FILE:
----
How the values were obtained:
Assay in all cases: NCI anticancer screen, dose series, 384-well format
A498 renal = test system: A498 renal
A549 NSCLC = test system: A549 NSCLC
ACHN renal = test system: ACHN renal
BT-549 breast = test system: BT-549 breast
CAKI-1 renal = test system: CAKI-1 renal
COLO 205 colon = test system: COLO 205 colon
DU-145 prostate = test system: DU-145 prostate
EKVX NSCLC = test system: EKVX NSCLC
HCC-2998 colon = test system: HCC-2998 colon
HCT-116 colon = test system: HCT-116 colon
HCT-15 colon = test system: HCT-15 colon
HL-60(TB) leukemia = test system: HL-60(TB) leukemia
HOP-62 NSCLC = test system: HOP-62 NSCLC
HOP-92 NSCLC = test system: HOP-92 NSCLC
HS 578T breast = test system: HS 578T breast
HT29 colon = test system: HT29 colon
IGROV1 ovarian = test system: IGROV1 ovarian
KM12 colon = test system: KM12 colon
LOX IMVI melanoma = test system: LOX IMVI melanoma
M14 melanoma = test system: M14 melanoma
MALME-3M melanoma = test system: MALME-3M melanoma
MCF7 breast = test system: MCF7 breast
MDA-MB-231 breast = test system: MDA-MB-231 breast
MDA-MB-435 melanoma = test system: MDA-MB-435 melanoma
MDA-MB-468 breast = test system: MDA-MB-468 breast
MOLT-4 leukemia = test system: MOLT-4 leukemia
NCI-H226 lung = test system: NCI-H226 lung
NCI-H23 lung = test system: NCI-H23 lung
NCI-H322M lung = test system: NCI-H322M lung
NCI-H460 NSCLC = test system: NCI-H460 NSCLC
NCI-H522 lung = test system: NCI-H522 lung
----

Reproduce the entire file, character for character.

How the values were obtained:
Assay in all cases: NCI anticancer screen, dose series, 384-well format
A498 renal = test system: A498 renal
A549 NSCLC = test system: A549 NSCLC
ACHN renal = test system: ACHN renal
BT-549 breast = test system: BT-549 breast
CAKI-1 renal = test system: CAKI-1 renal
COLO 205 colon = test system: COLO 205 colon
DU-145 prostate = test system: DU-145 prostate
EKVX NSCLC = test system: EKVX NSCLC
HCC-2998 colon = test system: HCC-2998 colon
HCT-116 colon = test system: HCT-116 colon
HCT-15 colon = test system: HCT-15 colon
HL-60(TB) leukemia = test system: HL-60(TB) leukemia
HOP-62 NSCLC = test system: HOP-62 NSCLC
HOP-92 NSCLC = test system: HOP-92 NSCLC
HS 578T breast = test system: HS 578T breast
HT29 colon = test system: HT29 colon
IGROV1 ovarian = test system: IGROV1 ovarian
KM12 colon = test system: KM12 colon
LOX IMVI melanoma = test system: LOX IMVI melanoma
M14 melanoma = test system: M14 melanoma
MALME-3M melanoma = test system: MALME-3M melanoma
MCF7 breast = test system: MCF7 breast
MDA-MB-231 breast = test system: MDA-MB-231 breast
MDA-MB-435 melanoma = test system: MDA-MB-435 melanoma
MDA-MB-468 breast = test system: MDA-MB-468 breast
MOLT-4 leukemia = test system: MOLT-4 leukemia
NCI-H226 lung = test system: NCI-H226 lung
NCI-H23 lung = test system: NCI-H23 lung
NCI-H322M lung = test system: NCI-H322M lung
NCI-H460 NSCLC = test system: NCI-H460 NSCLC
NCI-H522 lung = test system: NCI-H522 lung